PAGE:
December 18, 2011 cover of the
|Owner(s)||Community Newspaper Holdings, Inc.|
|Founded||1868, as Lawrence Daily Eagle|
|Headquarters||100 Turnpike Street,
North Andover, Massachusetts 01845, United States
36,904 Sundays in 2012
The Eagle-Tribune (and Sunday Eagle-Tribune) is a seven-day morning daily newspaper covering the Merrimack Valley and Essex County, Massachusetts, and southern New Hampshire. It is the largest-circulation daily newspaper owned by Community Newspaper Holdings Inc., and the lead property in a regional chain of four dailies and several weekly newspapers in Essex County and southern New Hampshire.
Although The Eagle-Tribune is historically tied to Lawrence, Massachusetts, the largest city in its circulation area, it has been based since the 1960s in suburban North Andover, Massachusetts, and has not included "Lawrence" in its nameplate since the late 1980s.
Despite being a small-town publication, The Eagle-Tribune has run some extremely notable stories publicizing scandals inside and outside politics. During the late 1980s, The Eagle-Tribune ran nearly 200 articles on Michael Dukakis and the Massachusetts prison furlough program, with a special focus on Willie Horton. The series was widely credited for ending furlough for first-degree murderers in Massachusetts, and was awarded a Pulitzer Prize. During the 1990s, The Eagle Tribune ran a series of articles titled Cracking the Ice: Intrigue and Conflict in the World of Big-Time Hockey, interviewing nearly 400 current and former players and officials, uncovering corruption inside the NHL, its players' association, and Hockey Canada, which would lead to the conviction, disbarment, and resignation from the Hockey Hall of Fame of former NHLPA president Alan Eagleson, earning the series' author, Russ Conway, the Elmer Ferguson Memorial Award in 1999 for his work. The Eagle Tribune was nominated for a Pulitzer for Conway's work. The paper won another Pulitzer in 2003 for its coverage of the drowning deaths of four Lawrence boys in the Merrimack River.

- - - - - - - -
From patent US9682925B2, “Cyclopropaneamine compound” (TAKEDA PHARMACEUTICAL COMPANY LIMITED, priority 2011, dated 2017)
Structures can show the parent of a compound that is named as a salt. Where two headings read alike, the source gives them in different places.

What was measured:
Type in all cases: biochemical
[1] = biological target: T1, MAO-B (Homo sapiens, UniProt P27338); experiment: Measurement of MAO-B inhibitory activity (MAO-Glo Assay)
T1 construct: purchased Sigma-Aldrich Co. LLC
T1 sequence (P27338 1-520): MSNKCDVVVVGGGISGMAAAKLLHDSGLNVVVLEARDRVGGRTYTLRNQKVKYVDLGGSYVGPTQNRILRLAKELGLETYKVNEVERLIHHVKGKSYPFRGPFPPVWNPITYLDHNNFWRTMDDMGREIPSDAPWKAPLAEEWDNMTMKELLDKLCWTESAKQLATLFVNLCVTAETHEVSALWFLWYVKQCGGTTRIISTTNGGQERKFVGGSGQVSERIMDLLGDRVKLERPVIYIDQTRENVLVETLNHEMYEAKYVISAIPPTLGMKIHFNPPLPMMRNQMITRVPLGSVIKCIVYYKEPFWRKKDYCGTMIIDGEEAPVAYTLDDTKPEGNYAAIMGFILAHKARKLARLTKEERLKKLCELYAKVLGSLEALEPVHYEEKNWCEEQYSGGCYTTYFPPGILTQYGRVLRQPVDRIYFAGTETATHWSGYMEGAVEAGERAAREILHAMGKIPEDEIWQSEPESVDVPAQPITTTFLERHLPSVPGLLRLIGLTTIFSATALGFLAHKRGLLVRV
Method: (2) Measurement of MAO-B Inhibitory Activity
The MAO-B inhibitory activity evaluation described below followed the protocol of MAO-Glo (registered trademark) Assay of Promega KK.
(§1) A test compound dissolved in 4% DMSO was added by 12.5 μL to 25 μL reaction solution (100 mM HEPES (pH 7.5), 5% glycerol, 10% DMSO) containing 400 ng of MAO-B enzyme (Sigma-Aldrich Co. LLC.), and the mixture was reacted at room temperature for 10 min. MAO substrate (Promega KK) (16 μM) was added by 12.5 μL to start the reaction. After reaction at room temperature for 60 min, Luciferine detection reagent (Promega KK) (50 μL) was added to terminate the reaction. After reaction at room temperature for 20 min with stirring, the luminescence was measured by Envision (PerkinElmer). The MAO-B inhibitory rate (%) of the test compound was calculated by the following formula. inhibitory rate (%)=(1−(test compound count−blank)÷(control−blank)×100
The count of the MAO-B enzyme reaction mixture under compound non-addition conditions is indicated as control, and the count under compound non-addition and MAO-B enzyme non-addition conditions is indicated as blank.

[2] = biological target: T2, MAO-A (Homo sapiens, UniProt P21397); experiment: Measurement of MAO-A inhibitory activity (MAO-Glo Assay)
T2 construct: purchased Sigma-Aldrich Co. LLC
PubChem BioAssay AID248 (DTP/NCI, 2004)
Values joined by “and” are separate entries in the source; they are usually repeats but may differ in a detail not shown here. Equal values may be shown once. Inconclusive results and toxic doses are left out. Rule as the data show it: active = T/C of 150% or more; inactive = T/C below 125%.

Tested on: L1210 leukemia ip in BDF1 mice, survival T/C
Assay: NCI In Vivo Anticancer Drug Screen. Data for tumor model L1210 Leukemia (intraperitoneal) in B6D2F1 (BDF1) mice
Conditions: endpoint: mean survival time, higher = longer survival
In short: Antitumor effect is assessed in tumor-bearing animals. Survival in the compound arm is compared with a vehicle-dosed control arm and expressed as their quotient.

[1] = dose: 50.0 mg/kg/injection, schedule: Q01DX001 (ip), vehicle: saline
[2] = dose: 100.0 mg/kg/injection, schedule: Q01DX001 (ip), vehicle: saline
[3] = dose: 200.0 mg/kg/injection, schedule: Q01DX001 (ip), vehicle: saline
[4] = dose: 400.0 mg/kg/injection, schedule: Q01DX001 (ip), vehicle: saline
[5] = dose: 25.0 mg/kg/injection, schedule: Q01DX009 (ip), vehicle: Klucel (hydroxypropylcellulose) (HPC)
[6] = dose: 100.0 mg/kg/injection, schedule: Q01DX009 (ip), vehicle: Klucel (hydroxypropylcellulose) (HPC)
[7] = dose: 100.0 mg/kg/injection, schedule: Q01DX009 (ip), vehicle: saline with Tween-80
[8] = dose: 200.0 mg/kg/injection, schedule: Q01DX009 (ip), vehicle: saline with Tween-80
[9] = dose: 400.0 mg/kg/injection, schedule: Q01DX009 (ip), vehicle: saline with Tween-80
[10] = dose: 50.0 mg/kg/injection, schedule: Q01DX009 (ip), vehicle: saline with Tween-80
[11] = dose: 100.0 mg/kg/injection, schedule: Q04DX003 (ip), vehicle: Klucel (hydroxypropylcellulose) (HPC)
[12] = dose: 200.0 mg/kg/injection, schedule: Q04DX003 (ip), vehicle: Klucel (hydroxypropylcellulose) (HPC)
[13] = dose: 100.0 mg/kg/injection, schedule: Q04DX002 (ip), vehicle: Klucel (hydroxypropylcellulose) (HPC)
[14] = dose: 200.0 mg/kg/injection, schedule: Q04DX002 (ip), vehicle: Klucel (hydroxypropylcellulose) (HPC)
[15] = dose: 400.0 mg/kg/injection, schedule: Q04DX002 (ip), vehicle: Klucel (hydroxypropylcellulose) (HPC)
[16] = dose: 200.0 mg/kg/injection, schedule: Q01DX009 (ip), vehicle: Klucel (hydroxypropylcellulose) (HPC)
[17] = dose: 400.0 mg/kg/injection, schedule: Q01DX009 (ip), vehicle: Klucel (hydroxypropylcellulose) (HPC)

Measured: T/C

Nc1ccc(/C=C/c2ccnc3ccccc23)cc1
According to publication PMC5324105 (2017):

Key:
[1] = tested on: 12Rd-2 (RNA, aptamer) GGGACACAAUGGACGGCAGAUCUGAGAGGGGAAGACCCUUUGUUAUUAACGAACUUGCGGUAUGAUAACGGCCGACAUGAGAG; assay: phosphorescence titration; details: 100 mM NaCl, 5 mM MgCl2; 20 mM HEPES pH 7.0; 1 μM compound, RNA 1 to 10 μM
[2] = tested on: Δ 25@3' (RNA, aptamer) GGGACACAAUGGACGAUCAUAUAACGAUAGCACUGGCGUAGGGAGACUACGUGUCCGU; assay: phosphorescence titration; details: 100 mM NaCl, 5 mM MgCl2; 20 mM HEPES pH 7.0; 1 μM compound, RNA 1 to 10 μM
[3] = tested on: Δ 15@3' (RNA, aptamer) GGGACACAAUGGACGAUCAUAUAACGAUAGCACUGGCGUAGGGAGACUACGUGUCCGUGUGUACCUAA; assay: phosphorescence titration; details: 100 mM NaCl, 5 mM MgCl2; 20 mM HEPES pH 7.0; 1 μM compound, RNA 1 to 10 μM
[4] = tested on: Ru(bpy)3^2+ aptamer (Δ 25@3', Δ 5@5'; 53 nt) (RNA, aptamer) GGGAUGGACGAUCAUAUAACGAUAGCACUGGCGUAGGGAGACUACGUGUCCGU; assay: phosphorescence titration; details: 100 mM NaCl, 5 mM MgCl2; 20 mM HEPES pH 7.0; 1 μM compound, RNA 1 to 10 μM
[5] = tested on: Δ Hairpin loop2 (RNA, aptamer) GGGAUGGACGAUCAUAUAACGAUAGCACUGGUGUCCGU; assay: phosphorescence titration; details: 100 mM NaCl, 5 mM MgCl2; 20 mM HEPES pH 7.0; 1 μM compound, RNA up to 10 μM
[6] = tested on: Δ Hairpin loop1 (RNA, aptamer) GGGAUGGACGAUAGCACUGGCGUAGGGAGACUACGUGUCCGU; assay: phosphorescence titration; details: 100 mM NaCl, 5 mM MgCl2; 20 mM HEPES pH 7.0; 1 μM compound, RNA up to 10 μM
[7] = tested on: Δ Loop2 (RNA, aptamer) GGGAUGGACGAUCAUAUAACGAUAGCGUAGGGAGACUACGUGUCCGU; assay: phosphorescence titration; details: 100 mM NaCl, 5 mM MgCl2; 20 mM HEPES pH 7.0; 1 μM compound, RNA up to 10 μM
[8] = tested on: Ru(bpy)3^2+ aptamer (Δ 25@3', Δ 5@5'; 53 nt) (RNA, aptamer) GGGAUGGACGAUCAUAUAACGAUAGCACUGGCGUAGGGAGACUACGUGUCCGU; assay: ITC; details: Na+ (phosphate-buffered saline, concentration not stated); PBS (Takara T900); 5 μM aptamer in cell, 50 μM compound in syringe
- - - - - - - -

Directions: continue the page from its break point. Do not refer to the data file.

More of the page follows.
In the late 1980s through the 1990s, The Eagle-Tribune was consistently named New England Newspaper of the Year and earned a reputation for quality journalism.
Before its 2005 sale to CNHI, The Eagle-Tribune and its predecessors had been owned by the Rogers family for more than 100 years, dating back to the purchase of the Lawrence Daily Eagle (founded as a morning paper in 1868) and Evening Tribune (founded in Lawrence in 1890) by Eagle reporter Alexander H. Rogers in 1898.